AAPT_WM14program_final - page 99

January 4–7, 2014
Tuesday afternoon
this area often need to exchange ideas, concepts and perspectives of
their discipline with others. A great interest has been exhibited recently
to identify if a different knowledge base and skills are necessary to
exchange as well as understand such ideas, concepts, perspective and
challenges across the disciplines. Examination of PhD researchers’
lived experiences of ?researching in the nanoscience and nanotechnol-
ogy area? can uncover how researchers approach complex disciplinary
integration and further what knowledge base and skills they actually
apply during their research. We have conducted in-depth phenom-
enological interviews with the PhD researchers (
=15) working in
nanotechnology area and examined their lived experiences with Van
Manen’s hermeneutic phenomenology. The PhD researchers’ reflections
about their own experiences, the authors’ interpretation and dialogue
with the research text (transcripts) in hermeneutical circles provided a
broader understanding of how the PhD researchers perceive and work
in this area.
School of Physics, Dublin Institute of Technology (Travel grant)
PST3A16: 3-3:45 p.m. The Physics of Smart Phone
Poster – Al J. Adams, University of Arkansas at Little Rock, 2801 S Uni-
versity Ave., Little Rock, AR 72204-1099;
Surveys of our students show that approximately 90% of them now
carry a smart mobile device. These come equipped with a variety of
physical sensors and as such are starting to show up in the physics
classroom and laboratory as measurement tools. Here I will review
the recent literature for smart phone and tablet applications in physics
instruction and describe three of the popular sensors: the 3-axis ac-
celerometer, the proximity sensor, and the magnetic field sensor. These
illustrate inertial bending of cantilever beams and capacitive transduc-
ers, semiconductor optical detectors, and the Hall Effect magnetometer.
The physics behind these systems is within reach of our introductory
students. I will suggest ways that physics instructors can use these sen-
sors, specifically their construction and operation, as ready applications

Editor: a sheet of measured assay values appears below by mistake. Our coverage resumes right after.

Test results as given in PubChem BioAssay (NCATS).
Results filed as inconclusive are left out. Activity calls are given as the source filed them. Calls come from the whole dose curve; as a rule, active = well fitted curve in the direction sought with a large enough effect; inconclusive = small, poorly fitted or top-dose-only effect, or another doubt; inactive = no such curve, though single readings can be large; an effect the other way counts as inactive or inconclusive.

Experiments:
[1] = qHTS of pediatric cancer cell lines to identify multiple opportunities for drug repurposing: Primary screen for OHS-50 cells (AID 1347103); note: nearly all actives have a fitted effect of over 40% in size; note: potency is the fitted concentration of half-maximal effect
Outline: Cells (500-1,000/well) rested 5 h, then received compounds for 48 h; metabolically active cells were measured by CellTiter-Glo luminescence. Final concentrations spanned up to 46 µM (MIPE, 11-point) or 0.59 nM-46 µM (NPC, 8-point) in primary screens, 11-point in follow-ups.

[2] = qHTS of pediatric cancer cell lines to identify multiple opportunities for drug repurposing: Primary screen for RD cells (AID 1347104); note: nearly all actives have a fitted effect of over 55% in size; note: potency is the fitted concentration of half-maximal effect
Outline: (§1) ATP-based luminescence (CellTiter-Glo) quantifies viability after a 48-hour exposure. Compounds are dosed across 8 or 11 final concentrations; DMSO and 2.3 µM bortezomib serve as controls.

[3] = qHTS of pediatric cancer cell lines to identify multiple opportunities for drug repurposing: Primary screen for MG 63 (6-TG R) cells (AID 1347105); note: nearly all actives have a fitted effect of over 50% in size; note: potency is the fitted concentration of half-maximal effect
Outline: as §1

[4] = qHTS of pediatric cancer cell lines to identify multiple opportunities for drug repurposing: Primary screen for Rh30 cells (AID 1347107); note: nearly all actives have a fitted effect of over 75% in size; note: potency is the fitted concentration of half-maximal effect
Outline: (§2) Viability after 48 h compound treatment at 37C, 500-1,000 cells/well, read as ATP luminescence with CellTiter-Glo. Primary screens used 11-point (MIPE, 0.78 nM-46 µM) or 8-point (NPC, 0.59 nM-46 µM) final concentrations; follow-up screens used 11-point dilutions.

of principles presented in the introductory courses.
PST3A17: 3:45–4:30 p.m. Paraxial Geometrical Optics:
A Study of 2-Dimensional Image Distortion
Kandiah Manivannan, Missouri State University, Springfield, MO 65897;
Anjali Manivannan, New York University
Optical aberration is a distortion in the image formed by an optical
system such as a lens or mirror. Minimizing such effects is extremely
important in designing optical instruments such as microscope and
telescopes. We study the distortions of images produced by a
horizontal 1-D liner object
, and a
horizontal 2-D plan-
er object
, placed in front of spherical mirror or lens. This distortion
occurs due to the different
of the object. Ray tracing and lens formulas are very powerful tools
for gaining deeper insight into optical image formation. Using Excel
spreadsheets we show the instant image formations of 1-D and 2-D
objects such as a vertical line, rectangle, triangle, and various
2-D objects. We demonstrate that even in the simplest case of paraxial
optics, transverse magnifications behave as expected, but longitudinal
magnifications are affected differently, producing distorted images.
One Physics Ellipse • College Park, MD 20740-3845
aapt.org • aip.org
Organized by the American Association of Physics Teachers (AAPT) and funded by member
societies of the American Institute of Physics and other generous donors, this physics
community initiative encourages excellence in physics education while rewarding outstanding
physics students.
Each year high school students compete in
the F
=ma exam contest in early January. Top
scorers advance to the semi-final round. AAPT
then uses the semi-final exam to recruit those
students most qualified to compete in the Annual
International Physics Olympiad (IPhO).
The U.S. Physics Team Program provides a once-
in-a-lifetime opportunity for students to enhance
their physics knowledge as well as their creativity,
leadership and commitment to a goal.
Support the United States Physics Team Program
2012U.S.PhysicsTeam travelingmembers (l-r)KevinZhou,EricSchneider,AllanSadun,
JeffreyCai,and JeffreyYan.
Support the U.S. Physics Team at:
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